Bradley Wiggins became Britain’s first Tour de France champion in 2012. Photo: Laurent Cipriani/AP

LONDON – Former Tour de France winner Bradley Wiggins says Team Sky can maintain their dominance of cycling’s Grand Tour events under prospective new owners, with general manager Dave Brailsford in an “ideal situation”.

The media giant announced in December it would be ending its decade-long association with the team at the end of 2019, with eight Grand Tour victories secured so far.

Widespread reports have suggested Britain’s richest man Jim Ratcliffe, with an estimated fortune of £21 billion (about R400 billion), will step in and create Team Ineos, after the chemicals giant that he founded, and Wiggins believes they will continue to thrive under Brailsford.

“Dave will want to retain control, and it is Dave’s way in terms of the way he manages the team, the way he sets the team up,” the Olympic gold medallist told The Bradley Wiggins Show on Eurosport.

“I think he would have been reluctant to have another multinational company that came in that wanted it for the advertisement, and to get their name out there, but would want the control in terms of ‘This is how we want to do it in terms of how we advertise our company’.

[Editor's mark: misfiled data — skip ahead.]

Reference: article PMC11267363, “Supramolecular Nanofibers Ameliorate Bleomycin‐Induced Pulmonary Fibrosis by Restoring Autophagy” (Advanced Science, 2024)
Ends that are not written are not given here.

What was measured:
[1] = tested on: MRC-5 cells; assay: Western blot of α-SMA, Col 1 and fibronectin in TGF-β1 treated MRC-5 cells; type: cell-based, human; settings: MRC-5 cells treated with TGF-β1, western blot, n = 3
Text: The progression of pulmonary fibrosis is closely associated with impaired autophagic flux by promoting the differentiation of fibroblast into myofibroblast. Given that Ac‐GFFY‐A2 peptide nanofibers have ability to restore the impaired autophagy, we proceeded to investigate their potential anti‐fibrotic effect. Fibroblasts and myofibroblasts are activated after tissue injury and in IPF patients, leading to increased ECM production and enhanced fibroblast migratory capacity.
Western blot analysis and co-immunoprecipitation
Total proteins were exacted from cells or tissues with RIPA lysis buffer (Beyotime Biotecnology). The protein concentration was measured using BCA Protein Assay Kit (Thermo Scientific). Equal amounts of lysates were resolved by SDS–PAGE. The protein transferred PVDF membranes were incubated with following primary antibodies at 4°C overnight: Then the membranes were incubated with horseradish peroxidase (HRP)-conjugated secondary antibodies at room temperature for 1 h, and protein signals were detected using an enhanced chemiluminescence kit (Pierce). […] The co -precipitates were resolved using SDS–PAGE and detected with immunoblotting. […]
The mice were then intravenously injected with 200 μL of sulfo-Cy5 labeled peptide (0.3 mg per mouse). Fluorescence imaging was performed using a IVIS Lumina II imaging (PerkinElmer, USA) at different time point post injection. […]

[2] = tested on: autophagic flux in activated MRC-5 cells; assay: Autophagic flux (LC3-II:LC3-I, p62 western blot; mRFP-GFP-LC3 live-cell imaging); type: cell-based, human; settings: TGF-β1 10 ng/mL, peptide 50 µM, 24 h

“Dave can continue running out this team with all his plans and philosophies, so it’s an ideal situation for him, and he is answerable, you’d imagine, to one man – it’s his money. It will certainly help that team.”

Team Sky’s partnership with British media company Sky has delivered six Tour de France titles in the past seven years.

Wiggins became Britain’s first Tour de France champion in 2012, before Chris Froome won four Tour de France titles and Geraint Thomas became Sky’s third winner of cycling’s landmark event in 2018.

But amid Sky’s success, there has been controversy over the team’s use of special exemptions to administer drugs that can enhance performance.

AFP